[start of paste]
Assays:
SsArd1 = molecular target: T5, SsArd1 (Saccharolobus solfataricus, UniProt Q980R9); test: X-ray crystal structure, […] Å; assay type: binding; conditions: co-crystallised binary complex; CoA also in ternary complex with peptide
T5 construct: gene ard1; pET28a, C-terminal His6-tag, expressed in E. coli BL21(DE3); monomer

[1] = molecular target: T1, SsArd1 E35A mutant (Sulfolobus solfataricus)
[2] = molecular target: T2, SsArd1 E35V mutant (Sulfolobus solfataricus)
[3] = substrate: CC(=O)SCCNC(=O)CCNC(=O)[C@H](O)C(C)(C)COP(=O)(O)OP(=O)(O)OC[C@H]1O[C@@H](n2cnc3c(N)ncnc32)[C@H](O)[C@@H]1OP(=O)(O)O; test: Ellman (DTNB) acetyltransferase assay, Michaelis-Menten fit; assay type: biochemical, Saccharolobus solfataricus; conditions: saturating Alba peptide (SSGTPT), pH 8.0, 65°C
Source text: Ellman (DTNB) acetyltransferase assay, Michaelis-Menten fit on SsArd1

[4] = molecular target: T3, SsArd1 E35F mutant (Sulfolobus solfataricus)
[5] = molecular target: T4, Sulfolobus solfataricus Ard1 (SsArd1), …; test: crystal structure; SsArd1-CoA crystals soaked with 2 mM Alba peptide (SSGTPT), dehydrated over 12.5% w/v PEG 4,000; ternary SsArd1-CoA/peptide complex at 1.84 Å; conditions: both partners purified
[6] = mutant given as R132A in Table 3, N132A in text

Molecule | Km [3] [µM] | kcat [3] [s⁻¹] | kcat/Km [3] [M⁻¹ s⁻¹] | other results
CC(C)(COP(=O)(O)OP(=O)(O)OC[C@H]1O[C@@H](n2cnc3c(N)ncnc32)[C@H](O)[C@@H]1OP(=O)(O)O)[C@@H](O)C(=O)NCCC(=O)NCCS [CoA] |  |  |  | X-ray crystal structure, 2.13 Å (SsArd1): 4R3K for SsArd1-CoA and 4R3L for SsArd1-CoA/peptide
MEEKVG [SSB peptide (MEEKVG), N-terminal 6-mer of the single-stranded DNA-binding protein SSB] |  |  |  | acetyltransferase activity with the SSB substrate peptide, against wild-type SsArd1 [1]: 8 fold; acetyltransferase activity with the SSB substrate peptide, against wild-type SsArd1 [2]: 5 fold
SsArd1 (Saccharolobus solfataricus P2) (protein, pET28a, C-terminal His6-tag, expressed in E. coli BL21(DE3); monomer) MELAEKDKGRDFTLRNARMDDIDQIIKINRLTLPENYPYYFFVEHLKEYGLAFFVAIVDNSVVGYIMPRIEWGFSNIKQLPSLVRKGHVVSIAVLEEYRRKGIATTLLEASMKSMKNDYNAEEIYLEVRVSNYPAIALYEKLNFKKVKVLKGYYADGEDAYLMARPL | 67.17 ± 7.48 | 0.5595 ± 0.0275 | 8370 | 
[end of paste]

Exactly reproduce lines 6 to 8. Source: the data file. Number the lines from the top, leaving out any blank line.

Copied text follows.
[3] = substrate: CC(=O)SCCNC(=O)CCNC(=O)[C@H](O)C(C)(C)COP(=O)(O)OP(=O)(O)OC[C@H]1O[C@@H](n2cnc3c(N)ncnc32)[C@H](O)[C@@H]1OP(=O)(O)O; test: Ellman (DTNB) acetyltransferase assay, Michaelis-Menten fit; assay type: biochemical, Saccharolobus solfataricus; conditions: saturating Alba peptide (SSGTPT), pH 8.0, 65°C
Source text: Ellman (DTNB) acetyltransferase assay, Michaelis-Menten fit on SsArd1

[4] = molecular target: T3, SsArd1 E35F mutant (Sulfolobus solfataricus)